The Danish Girl tells the story of Einar Wegener, a moderately successful Danish landscape artist in the mid-1920s, who would go on to become Lili Elbe, the world’s first surgically-altered transwoman (There may possibly have been someone earlier than this, although it’s generally accepted that Lili Elbe is the first widely-known transwoman to go through what is usually termed ‘sex reassignment surgery’).
Attached to this film is the tagline “Inspired by a True Story”, and earlier this year I mentioned my distaste at the phrase “Inspired by True Events” – however, in this case, the finished product shown on the screen mirrors what occurred in real life in the 1920s and early 1930s extremely well. The film stars British actor Eddie Redmayne (currently the Best Actor Oscar holder for his role as Stephen Hawking in last year’s The Theory of Everything) and Swedish actress Alicia Vikander (generally unknown in American/British cinema, although this is her 3rd major movie this year after the sci-fi flick Ex Machina and the lacklustre The Man from U.N.C.L.E.) and is directed by Brit Tom Hooper (famous for his films The King’s Speech and Les Misèrables, and the excellent mini-series John Adams).
This film blew me away. The plot is riveting. Even though I knew where the story would ultimately end up, the path taken is one you simply cannot look away from on and have no idea where exactly it’s going to go next. The performances by the two leads are exceptional. Redmayne shows once again why he’s currently at the very top of his acting game in his role of Einer/Lili and you truly believe he is a tormented soul discovering his true self after a series of chance events started Einar on his eventual path to self-awareness and fulfillment as Lili. Of his absolute equal on screen is Vikander as Einar’s wife Gerda. A painter herself, her courage and eventual acceptance of her husband’s transformation into Lili is amazing to watch on screen. She may be young in years but Alicia Vikander has absolutely earmarked herself as an actress to watch with interest in the ensuing years ahead. And Tom Hooper shows once more he (to me) is Britain’s current #1 Director. He has produced a masterpiece in this film – as simple as that! In addition, the sets, costume design and the absolute attention to detail on display were amazing. A testament to all of these points above was that a number of audience members applauded at the end of the movie.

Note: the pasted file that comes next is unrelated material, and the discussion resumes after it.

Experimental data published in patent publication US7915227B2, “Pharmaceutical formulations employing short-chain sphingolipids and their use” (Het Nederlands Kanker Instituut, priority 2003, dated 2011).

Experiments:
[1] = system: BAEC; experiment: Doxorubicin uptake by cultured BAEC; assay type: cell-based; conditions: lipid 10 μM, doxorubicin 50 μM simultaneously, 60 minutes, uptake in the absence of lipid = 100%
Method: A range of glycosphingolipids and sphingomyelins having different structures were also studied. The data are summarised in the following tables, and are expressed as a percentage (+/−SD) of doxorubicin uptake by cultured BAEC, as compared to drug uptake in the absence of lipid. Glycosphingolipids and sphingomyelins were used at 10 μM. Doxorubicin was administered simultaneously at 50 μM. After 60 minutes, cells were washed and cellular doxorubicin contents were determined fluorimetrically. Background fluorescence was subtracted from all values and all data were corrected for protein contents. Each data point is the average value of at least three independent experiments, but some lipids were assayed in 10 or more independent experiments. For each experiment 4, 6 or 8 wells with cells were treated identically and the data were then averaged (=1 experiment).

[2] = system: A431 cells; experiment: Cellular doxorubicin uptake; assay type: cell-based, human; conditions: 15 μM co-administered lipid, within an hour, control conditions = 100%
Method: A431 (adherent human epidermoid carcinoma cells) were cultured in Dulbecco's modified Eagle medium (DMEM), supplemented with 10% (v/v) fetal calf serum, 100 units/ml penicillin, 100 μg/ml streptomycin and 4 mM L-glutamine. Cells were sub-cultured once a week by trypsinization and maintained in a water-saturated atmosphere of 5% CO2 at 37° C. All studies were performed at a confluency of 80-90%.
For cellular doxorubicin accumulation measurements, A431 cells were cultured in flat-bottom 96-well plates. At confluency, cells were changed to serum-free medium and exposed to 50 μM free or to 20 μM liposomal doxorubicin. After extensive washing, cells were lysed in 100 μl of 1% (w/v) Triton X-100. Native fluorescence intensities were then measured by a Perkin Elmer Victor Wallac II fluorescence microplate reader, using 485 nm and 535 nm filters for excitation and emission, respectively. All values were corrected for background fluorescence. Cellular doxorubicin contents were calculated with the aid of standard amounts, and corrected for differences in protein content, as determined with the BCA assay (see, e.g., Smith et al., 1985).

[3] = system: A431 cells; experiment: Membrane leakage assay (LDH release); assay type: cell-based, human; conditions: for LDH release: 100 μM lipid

If you make the wise choice to see this film, you will be rewarded with an outstanding drama from a brilliant director, with excellent performances from the two leads, that will challenge what you believe in terms of what you think you know about gender identity, sexuality, relationships, compassion, honesty, integrity, courage – and just how far we’ve come from the extremely questionable medical practices of the first quarter of the 20th Century; and just how far we still have to go in fully understanding people like the incredible Lili Elbe.
I highly recommend this film.
PS. Oscars I think are sure to come this film’s way. The Best Actor Oscar category may get crowded given I’ve already said that Matt Damon (for The Martian) and Tom Hanks (for Bridge of Spies) will also be vying for that award. Redmayne is sure to join them with this performance.
Reviewed by David Emms